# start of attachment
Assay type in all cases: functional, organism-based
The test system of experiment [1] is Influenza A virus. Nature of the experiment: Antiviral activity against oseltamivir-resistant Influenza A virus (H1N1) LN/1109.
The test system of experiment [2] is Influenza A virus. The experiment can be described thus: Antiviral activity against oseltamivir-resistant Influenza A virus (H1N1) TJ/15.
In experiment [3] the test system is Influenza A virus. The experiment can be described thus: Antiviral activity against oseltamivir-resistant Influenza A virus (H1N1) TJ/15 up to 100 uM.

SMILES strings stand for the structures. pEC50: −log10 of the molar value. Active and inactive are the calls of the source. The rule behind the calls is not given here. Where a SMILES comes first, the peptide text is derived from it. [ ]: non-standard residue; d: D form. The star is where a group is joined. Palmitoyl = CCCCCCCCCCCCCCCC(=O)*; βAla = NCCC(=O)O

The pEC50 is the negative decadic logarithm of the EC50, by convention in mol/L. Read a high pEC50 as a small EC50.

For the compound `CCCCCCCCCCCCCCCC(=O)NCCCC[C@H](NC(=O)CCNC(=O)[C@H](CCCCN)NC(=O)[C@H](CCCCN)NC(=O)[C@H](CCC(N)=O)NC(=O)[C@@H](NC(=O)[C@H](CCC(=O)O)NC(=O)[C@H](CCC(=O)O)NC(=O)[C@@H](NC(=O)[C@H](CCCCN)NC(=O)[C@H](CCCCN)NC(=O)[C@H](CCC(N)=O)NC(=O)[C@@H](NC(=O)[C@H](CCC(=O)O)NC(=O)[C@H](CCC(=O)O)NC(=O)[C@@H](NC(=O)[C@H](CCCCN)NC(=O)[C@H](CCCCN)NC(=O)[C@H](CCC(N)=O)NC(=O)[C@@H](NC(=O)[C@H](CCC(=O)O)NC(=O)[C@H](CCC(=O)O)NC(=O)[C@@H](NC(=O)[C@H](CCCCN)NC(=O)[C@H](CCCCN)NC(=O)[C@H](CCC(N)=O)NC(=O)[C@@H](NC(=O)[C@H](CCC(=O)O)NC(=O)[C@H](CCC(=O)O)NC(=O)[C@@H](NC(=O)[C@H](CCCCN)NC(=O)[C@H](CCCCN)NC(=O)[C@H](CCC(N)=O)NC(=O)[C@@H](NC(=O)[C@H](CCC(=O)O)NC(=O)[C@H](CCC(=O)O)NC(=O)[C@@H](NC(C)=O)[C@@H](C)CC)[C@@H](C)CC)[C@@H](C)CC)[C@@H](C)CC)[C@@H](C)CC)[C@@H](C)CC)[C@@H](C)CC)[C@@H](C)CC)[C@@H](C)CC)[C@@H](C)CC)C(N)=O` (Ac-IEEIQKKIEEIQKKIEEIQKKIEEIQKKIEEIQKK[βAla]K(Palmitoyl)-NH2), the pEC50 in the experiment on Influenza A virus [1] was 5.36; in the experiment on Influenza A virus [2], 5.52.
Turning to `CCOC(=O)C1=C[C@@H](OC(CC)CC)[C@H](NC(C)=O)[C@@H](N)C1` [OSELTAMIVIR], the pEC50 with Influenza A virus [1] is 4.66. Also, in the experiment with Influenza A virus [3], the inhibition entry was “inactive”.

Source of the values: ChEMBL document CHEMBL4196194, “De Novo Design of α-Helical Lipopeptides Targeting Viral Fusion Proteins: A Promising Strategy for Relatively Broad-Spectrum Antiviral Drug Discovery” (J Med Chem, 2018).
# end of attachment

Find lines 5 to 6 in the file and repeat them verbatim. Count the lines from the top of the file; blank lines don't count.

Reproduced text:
SMILES strings stand for the structures. pEC50: −log10 of the molar value. Active and inactive are the calls of the source. The rule behind the calls is not given here. Where a SMILES comes first, the peptide text is derived from it. [ ]: non-standard residue; d: D form. The star is where a group is joined. Palmitoyl = CCCCCCCCCCCCCCCC(=O)*; βAla = NCCC(=O)O

The pEC50 is the negative decadic logarithm of the EC50, by convention in mol/L. Read a high pEC50 as a small EC50.